- Type the search into Google or the search engine that they are using.
- Click on the result that catches their attention (one of the first three results, normally).
- Have a look at the website to see if’s what they were looking for.
- Go back to the result page without clicking on anything, that is to say, they bounce.
- Go to a new website and have another look.
- Bounce again back to the results page.
- Look at one more result…
This way of going through different results, jumping from one to the other, is commonly known as pogo-sticking. A pogo is each jump from the result page to one of the websites.
For each keyword, or search intent, there is an average percentage of pogo-sticking. That is to say, the average number of results that users visit before finding the one they they are happy with.
That means that some bouncing is normal.
Is that a bad thing? Not at all.
Dwell time, the time that the bounce lasts
Once you have measured the average number of bounces that happen after each search, why don’t we measure the time that the visit lasts until users go back to the SERP?
That’s what the Google team thought, and from that moment on the so-called dwell time has been taken into account.
The word dwell means living or staying, therefore dwell time is the time that users “stay” (or live) in a website before going back to the results page.
In this case, a longer time is always better.
Later we will see different strategies that we can use to get a user’s attention so they don’t go back to the SERP, nor sooner nor later, but first let’s take a look at how to measure the bounce rate.
Where to check what your bounce rate is?
You only need to enter in your Overview of Audience reports in your Google Analytics dashboard.
In this tab you will find the rate you are looking for and the two factors that determine it: time spent and number of pages visited.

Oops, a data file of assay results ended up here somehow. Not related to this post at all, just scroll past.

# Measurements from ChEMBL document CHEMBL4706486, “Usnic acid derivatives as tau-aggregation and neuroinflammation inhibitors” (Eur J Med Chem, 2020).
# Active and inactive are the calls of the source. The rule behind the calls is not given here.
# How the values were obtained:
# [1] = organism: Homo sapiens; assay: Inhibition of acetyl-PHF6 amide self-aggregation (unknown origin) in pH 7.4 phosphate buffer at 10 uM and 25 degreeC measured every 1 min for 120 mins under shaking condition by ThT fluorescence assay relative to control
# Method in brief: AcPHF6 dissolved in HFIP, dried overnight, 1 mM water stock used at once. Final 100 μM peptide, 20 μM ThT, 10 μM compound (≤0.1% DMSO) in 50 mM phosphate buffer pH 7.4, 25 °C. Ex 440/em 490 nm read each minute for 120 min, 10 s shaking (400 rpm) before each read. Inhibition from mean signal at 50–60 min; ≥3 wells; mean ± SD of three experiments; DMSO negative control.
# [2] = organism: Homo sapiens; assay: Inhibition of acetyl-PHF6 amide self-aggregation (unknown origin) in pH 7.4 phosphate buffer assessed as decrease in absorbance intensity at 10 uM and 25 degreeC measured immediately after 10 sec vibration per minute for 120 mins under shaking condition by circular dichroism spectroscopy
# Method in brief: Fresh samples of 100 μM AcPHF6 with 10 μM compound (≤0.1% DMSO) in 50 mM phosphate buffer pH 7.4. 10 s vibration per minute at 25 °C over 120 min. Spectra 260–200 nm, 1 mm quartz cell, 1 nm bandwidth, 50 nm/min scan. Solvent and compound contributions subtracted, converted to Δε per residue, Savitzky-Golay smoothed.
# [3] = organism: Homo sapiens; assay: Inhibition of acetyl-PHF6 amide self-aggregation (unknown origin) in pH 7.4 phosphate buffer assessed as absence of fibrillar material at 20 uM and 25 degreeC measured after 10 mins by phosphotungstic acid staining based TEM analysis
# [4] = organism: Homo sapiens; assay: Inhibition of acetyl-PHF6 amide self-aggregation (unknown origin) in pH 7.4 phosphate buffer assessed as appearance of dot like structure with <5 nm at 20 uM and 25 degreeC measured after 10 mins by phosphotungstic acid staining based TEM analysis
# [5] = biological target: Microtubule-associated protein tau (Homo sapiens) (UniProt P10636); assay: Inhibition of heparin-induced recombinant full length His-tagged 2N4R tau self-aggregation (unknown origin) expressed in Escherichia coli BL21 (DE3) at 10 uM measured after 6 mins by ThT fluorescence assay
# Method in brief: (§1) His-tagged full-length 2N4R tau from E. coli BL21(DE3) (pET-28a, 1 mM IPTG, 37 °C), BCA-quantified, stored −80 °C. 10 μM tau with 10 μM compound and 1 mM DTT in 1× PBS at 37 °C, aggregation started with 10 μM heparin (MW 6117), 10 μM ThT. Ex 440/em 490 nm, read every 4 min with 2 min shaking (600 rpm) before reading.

It’s very important for you to analyze these 2 metrics since they are the ones that are going to tell you what exactly is working and not working in your shop.
Should we get all this information and do nothing about it? That would be a horrible mistake.
The overall bounce rate itself doesn’t tell us anything. Let’s see why.
The bounce rate is a piece of information that can teach us a lot
By only looking at the total bounce rate number you are missing out on a huge learning opportunity.
As we already mentioned in this post about web analytics for e-commerce, behind the metrics is where the insights hide.
Let’s see it with an example—have a look at this Analytics Table:
If you look only at the total bounce rate, 69.23%, you might think that everything is under control.
However, after a deeper analysis, you find out that the bounce rate from users using Internet Explorer is really high, almost 100%. The conclusion is clear: this website has a problem with Explorer that you’ll have to solve.
We can do the same thing by analyzing it with each device or traffic source to look for information that could mean an error.
This is another table, obtained by filtering traffic by source. You can see that the bounce rate from direct traffic is a bit higher than the rest. You can also see that the bounce rate from organic visits is less than 60%, which is quite good.
It is not always easy to find the reason for a bounce.
In that case, we should go to Behavior/Site Content/All Pages. There you will be able to see every metric broken down by URL and can find out which pages retain users the longest.